Western Jihadist Threats to the Military
In a recent high-profile terrorism case in the U.K., a British-born ISIS sympathizer named Junead Khan was convicted for plotting to attack and kill U.S. military personnel stationed in Britain. His plan was to ram into a vehicle carrying American soldiers and then behead the incapacitated victims. Had police intervened at any point, the intention was to detonate a pressure cooker bomb, committing suicide in the process and maximizing the number of casualties. Far from being an isolated case, this is just one of a long list of attacks on military personnel which have been planned and sometimes executed by Western jihadists. Indeed, Khan appears to have been directly inspired by the events of May 22nd, 2013, when an off-duty British soldier, Fusilier Lee Rigby, was run down and hacked to death by two extremists on the streets of Woolwich, east London. Plots and attacks like these understandably grab headlines and result in at least temporarily heightened force-protection measures. However, little effort has been made to systematically analyze Western jihadist threats to the military, which of course are not limited to the U.K. and are both diverse and ongoing. Drawing upon a variety of cases involving Europe, North America and Australia, this article identifies a range of overlapping external and internal threats and discusses implications for military security.
In this context, external threats involve civilian jihadists acting against domestic military targets from outside of the organization. Most notably, this includes planned and/or executed terrorist attacks as well as malicious hacking operations aimed either at defacement, disruption or acquisition of sensitive information. A third type of external threat involves the acquisition of military materials such as manuals, weapons or other items, though not necessarily for use against military targets.
Terrorist Attacks against Domestic Military Targets
Since 2001, there have been at least 38 plots by civilian jihadists to attack domestic military targets in the West, 26 of which were thwarted (see Table 1 below) and 12 of which (i.e. 32%) were actually executed (see Table 2). Among the thwarted attacks, 19 of these (i.e. 73%) occurred after 2008 and the majority occurred either in the U.S. (38%) or U.K. (35%). Twelve plots (46%) were aimed at military bases, with the intention of using bombs and/or firearms to kill personnel inside; another nine (35%) were aimed at soldiers off-base (whether specific individuals named in the media or else anyone identifiable as a member of the armed services); a further two plots (8%) were aimed at recruitment centers; one group was targeting a town, Royal Wootton Bassett in the south of England, due to its role in the repatriation of British soldiers killed in Afghanistan and Iraq; and in the final two remaining cases, the specific target was unidentified.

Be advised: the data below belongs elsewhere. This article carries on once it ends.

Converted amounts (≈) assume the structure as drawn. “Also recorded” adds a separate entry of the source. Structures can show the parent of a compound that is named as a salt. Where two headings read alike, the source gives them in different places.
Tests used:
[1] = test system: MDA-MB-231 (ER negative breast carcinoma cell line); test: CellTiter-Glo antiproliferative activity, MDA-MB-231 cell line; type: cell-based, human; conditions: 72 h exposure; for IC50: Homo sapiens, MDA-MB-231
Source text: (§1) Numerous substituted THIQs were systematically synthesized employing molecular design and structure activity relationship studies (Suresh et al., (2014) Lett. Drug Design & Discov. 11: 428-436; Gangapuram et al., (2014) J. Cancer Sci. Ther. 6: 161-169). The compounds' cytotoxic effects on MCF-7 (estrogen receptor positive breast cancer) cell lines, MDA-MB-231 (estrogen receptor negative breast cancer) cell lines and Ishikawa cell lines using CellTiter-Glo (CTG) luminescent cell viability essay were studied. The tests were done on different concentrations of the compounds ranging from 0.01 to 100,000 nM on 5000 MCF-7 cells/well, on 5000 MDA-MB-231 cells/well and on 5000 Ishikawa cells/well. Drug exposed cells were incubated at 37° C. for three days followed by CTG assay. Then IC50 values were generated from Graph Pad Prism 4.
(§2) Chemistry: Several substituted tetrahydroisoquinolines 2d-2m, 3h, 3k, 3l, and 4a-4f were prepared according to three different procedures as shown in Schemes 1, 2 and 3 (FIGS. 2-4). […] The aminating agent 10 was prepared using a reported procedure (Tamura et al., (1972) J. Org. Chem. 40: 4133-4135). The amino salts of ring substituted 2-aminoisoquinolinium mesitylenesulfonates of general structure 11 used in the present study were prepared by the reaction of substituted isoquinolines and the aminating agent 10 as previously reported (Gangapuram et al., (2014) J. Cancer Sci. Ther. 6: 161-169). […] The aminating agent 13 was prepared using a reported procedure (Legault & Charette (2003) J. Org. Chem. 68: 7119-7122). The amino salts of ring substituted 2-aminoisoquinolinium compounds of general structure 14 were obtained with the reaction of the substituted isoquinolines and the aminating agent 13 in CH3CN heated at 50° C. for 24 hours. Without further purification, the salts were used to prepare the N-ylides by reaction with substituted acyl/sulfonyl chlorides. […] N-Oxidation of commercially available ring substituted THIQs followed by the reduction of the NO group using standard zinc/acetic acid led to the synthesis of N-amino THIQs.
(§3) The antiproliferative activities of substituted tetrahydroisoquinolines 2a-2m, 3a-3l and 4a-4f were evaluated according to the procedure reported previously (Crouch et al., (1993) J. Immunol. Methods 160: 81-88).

The intended modus operandi of thwarted attacks has mostly consisted of explosives (38%) and firearms (31%), although knives (in Junead Khan’s case combined with use of a motor vehicle) have become more common from 2014 onwards. Notably, this has occurred after the murder of Lee Rigby in 2013, which suggests a contagion effect. Also of note is the fact that just five plots could be considered operationally capable at the time of arrest, one involving firearms and the rest involving knives. Among thwarted plots, the closest that anyone came to manufacturing viable explosives was the so-called Sauerland Cell in Germany, but security services had swapped the group’s hydrogen-peroxide for a 3% solution that rendered their efforts useless. The Sauerland Cell was also one of just six cases involving support from a foreign terrorist organization (FTO).
Table 1. List of thwarted terrorist plots involving civilian jihadists in Western countries targeting the military (2001–2015). Cases highlighted in bold involved lone individuals, i.e. no other active accomplices or informants.
Turning our attention to attacks which were actually executed against domestic military targets in Western countries, all twelve of them occurred after 2008. Four attacks took place in France, there were three attacks in Canada and two in the U.S., while Italy, Germany and the U.K. have experienced one apiece. The majority of attacks (7 out of 12, or 58%) were conducted against soldiers in public places. These include the shooting of two U.S. soldiers at Frankfurt airport in March 2011; the assassination of three French soldiers in two separate attacks by Mohamed Merah in Toulouse and Montauban in March 2012; the stabbing of a soldier at a train station in Paris in May 2013; the killing of two Canadian soldiers in separate incidents in Saint-Jean-sur-Richelieu (using a motor vehicle) and Ottawa (firearms) in October 2014; and the attempted running over of four soldiers guarding a French mosque in Valence in the southeast of France in January 2016. A further three attacks (25%) took place on military installations. The first was an attempted suicide bombing of military barracks in Milan in October 2009; the second was the May 2013 stabbing of a French gendarme in Roussillon; and the last was the fatal shooting of four U.S. Marines and a sailor at a Navy Reserve Center in Chattanooga, Tennessee in July 2015 (which was preceded by a drive-by shooting at a nearby Armed Forces Career Center). Recruitment centers were also attacked on another two occasions: a fatal drive-by shooting in Little Rock, Arkansas in June 2009, and the stabbing of two Canadian soldiers in Toronto in March 2016.